few who live by their wits. Professional Negroes disapprove of
them, claiming they ' carry on' too much, and ' do not represent
any inherent trait of Negro life and character, serving only to
make the Negro appear grotesque and ridiculous, since they are
neither allegoric nor historical.'
When, in November, 1939, word came that Johnny Metoyer
was dead, people wouldn't believe it. The night the news came,
the Perdido Street barroom was packed. Representatives of the
Associated Press, the United Press and the local newspapers
rubbed shoulders with Zulus, Baby Dol|s and Indians. The at-
mosphere was deep, dark and blue. Everybody talked at once.
'Ain't it a shame?'
'Poor John! He's gotta have a helluva big funeral.'
'Put him up right so his body can stay in peace for a long time
Somebody started playing 'When the Saints Come Marching
In,' written by Louis 'Satchmo' Armstrong, Metoyer's bosom
friend. Then it is suggested that a telegram be sent to Arm-
strong. He's tooting his horn at the Cotton Club on Broadway,
but it is felt he'll board a plane and fly down for the funeral.
A doubt was voiced that any Christian church would accept
the body for last rites. 'John was a man of the streets, who ain't
never said how he stood on religion.' Probably, others said con-
fidently, if there were enough insurance money left, one of the
churches could be persuaded to see things differently. Of course,
he would be buried in style befitting a Zulu monarch. Members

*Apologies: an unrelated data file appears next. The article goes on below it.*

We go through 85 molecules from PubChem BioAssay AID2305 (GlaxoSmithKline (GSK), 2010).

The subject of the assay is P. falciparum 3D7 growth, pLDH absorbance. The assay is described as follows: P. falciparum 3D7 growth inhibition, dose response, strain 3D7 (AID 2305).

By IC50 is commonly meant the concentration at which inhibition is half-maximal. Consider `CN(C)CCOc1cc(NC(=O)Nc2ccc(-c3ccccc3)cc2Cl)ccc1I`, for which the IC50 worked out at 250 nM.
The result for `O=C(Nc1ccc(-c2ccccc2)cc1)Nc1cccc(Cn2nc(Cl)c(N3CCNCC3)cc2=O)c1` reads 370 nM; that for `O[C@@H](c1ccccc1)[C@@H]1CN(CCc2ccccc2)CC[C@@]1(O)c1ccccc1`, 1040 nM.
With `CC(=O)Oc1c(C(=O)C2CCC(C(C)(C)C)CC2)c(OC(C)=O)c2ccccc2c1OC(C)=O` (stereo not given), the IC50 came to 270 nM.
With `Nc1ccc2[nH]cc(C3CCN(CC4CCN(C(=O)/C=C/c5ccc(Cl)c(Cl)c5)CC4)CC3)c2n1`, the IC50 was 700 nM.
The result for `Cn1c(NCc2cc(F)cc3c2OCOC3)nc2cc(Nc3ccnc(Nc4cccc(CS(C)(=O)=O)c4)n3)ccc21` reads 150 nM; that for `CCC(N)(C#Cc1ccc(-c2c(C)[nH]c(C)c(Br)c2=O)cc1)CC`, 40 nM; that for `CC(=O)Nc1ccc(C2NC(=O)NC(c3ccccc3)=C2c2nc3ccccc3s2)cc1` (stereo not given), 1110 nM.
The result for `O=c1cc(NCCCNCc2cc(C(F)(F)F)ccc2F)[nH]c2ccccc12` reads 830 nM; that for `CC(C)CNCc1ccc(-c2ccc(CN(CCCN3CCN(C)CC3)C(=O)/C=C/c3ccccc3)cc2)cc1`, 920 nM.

must attend in full regalia, Johnny's body must be carried
6 - Gumbo Ya-Ya
through headquarters, there must be plenty of music, coconuts
on his grave. Maybe Mayor Maestri could be persuaded to pro-
claim the day a holiday in Zululand.
But Johnny had a sister; Victoria Russell appeared on the
scene and put down a heavy and firm foot. All attempts to make
the wake colorful were foiled. 'Ain't nobody gonna make a
clown's house out of my house,' said Sister Victoria Russell.
Even the funeral held on a Sunday afternoon, amid flowers
and fanfare and a crowd of six thousand was filled with dis-
appointments. Louie Armstrong had not been able to make the
trip down from New York. Sister Russell banned the coconuts
and the Zulu costumes.
At the Mount Zion Baptist Church Reverend Duncan mum-
bled his prayers in a whisper, peeping into the gray plush casket
every now and then. He opened with a reprimand. 'Does you